Mohali: Mohammed Shami displayed his artistry with impressive figures of 5 for 51, reminding all and sundry of his skills while helping India restrict Australia to 276 in the first ODI here on Friday.
Shami, who doesn’t seem to feature in India’s first XI plans for the World Cup, literally made a statement with his second five-wicket haul in ODIs.
His performance also put tremendous pressure on the weakest link among pacers Shardul Thakur (0/78 in 10 overs), who has been selected in the 15, primarily due to his batting skills.
Shardul would consider himself unlucky that Shreyas Iyer dropped a dolly at mid-off when David Warner had hardly got off the blocks.
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In conditions conducive for batting, India skipper KL Rahul opted to bowl and Shami was literally unplayable in his opening spell, and then came back to remove a set Steve Smith (41 off 60 balls) in a short second stint, to disturb the visiting team’s momentum.
Stockily built wicketkeeper Jos Inglis (45 off 45 balls) and Marcus Stoinis (29 off 21 balls) added 62 runs for the sixth wicket to take Australia past 250-run mark but it was certainly below par as Shami got Stoinis in the nick of time to put the brakes on their scoring.
Warner (52 off 53 balls), Smith and Marnus Labuschagne (39 off 49 balls) all got starts but the lack of conversion did hurt the Aussies on a day when the Indian bowling unit was supremely effective without being exceptional.
All eyes were trained on Ravichandran Ashwin (1/47 in 10 overs) and he did find his rhythm in the second spell after looking rusty during the first spell. He went for 36 in his first six overs but Rahul changed his end during the second spell and it read 4-0-11-1.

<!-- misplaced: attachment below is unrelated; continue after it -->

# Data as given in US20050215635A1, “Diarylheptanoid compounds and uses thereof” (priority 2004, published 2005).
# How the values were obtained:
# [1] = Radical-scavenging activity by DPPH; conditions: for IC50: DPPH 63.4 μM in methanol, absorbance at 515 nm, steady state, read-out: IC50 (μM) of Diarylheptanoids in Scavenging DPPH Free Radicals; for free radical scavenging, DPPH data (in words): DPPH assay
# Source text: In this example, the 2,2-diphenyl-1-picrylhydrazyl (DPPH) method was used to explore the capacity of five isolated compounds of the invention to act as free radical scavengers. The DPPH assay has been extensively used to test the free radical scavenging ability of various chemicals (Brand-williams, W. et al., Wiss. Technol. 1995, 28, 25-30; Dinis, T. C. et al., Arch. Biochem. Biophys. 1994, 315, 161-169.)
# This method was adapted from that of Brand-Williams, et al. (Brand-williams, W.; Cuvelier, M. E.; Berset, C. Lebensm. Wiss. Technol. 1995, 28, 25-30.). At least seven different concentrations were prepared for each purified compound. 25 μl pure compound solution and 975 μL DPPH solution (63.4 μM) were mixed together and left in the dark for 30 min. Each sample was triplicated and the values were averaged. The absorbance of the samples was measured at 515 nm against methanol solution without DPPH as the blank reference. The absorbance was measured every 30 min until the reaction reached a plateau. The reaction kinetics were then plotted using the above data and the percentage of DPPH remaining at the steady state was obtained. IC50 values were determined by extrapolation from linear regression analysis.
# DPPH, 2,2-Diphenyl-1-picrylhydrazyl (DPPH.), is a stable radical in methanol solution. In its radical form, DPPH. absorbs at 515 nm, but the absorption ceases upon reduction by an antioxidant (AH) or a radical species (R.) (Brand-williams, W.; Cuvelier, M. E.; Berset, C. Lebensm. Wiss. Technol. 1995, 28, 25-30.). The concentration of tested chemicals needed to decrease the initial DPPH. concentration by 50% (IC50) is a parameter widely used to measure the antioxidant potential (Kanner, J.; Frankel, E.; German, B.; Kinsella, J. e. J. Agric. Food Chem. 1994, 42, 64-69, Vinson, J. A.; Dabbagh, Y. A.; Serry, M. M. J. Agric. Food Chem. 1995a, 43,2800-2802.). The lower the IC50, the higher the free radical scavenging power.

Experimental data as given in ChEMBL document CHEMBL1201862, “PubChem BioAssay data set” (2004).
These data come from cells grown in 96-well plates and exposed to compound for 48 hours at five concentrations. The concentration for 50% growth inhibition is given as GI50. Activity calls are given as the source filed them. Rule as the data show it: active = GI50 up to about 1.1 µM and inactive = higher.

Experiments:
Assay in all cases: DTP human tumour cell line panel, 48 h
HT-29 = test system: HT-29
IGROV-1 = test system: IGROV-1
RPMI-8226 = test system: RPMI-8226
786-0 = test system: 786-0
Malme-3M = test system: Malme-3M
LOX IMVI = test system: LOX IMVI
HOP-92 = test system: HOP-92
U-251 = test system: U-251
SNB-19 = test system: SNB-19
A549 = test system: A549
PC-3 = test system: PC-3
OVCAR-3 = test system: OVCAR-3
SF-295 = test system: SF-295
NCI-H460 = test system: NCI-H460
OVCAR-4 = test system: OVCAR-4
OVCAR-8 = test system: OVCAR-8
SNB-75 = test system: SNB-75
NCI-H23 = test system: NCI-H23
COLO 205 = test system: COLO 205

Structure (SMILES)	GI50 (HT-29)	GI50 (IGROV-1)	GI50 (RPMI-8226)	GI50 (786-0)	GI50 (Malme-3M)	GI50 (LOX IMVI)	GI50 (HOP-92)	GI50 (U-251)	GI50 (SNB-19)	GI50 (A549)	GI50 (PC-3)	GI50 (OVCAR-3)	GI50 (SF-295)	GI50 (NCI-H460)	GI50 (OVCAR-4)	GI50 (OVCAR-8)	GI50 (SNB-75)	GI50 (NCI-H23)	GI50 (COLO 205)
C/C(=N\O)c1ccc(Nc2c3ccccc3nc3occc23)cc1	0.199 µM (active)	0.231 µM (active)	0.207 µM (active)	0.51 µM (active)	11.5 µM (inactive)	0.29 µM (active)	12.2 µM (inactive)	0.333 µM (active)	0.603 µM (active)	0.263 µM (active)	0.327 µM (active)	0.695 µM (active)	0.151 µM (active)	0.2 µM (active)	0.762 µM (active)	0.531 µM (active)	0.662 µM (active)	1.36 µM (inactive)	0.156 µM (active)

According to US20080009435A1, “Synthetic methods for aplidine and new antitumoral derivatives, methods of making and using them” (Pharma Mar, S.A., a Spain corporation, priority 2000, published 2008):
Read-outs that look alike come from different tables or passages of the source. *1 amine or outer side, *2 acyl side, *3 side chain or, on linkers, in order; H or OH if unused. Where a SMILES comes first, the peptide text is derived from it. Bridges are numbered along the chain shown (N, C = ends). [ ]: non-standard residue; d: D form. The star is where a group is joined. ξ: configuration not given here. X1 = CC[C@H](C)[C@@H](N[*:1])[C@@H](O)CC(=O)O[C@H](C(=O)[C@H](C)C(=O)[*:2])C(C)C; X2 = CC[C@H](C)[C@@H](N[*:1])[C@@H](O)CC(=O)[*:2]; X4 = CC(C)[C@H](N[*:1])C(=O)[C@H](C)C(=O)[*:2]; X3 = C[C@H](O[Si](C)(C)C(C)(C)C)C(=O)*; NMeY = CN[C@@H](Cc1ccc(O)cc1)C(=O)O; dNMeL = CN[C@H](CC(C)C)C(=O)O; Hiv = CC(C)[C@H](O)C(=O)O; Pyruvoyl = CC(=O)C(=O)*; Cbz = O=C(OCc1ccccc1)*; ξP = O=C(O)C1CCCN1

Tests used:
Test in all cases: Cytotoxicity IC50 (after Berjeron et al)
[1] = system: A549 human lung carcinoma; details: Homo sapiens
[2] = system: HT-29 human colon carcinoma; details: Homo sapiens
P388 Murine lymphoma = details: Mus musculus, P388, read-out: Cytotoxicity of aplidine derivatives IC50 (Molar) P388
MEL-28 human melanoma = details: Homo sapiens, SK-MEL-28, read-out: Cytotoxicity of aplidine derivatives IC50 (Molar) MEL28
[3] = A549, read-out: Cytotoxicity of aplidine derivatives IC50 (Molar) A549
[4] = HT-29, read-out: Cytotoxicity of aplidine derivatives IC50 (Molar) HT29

The Australian team also suffered due to freak dismissals, first when Labuschagne missed an Ashwin delivery while trying to play a reverse sweep and the ball ricocheted off Rahul’s pads with the batter out of his ground.
Then it was Cameron Green (31 off 52 balls), who was slowly but steadily setting it up with Inglis before a miscommunication led to his run-out.
But no praise will be enough for Shami, probably the most versatile seam and swing bowler of his generation, who has magic in those fingers and wrists.
In his very first over, Shami bowled one that moved in the air and just deviated away after pitching. It was full and pitched at a length where Mitchell Marsh had to press forward and the thickish outside edge was a regulation catch for Shubman Gill.
Warner had six fours and two sixes before Ravindra Jadeja (1/51 in 10 overs) broke the dangerous looking 94-run stand between him and Smith.
He tried the slog sweep but did get the required elevation or the distance and was holed in the deep.
But the turning point was Shami’s second spell, where he bowled a sharp in-cutter that jagged back enough and Smith, who was late in reacting, inside edged onto the stumps.
In his third spell, he bowled one stumps and Stoinis’ heave across the line saw his stumps uprooted.
During his first spell, Shami showed his variations when he would repeatedly pitch the ball on three quarter length and draw Warner forward but teasingly went past the edge of his bat.
It is unfortunate that Shami isn’t there in India’s primary first XI plans as far as the first two pace bowling slots are concerned. Jasprit Bumrah and Mohammed Siraj have locked those and Hardik Pandya is being looked at as the third seamer when three spinners are playing.
But the problem is this team management’s reliance on bits and pieces ability of Shardul Thakur, who could be profligate with the ball even with his happy knack of picking wickets. In terms of quality, Shami showed on the day there is simply no comparison.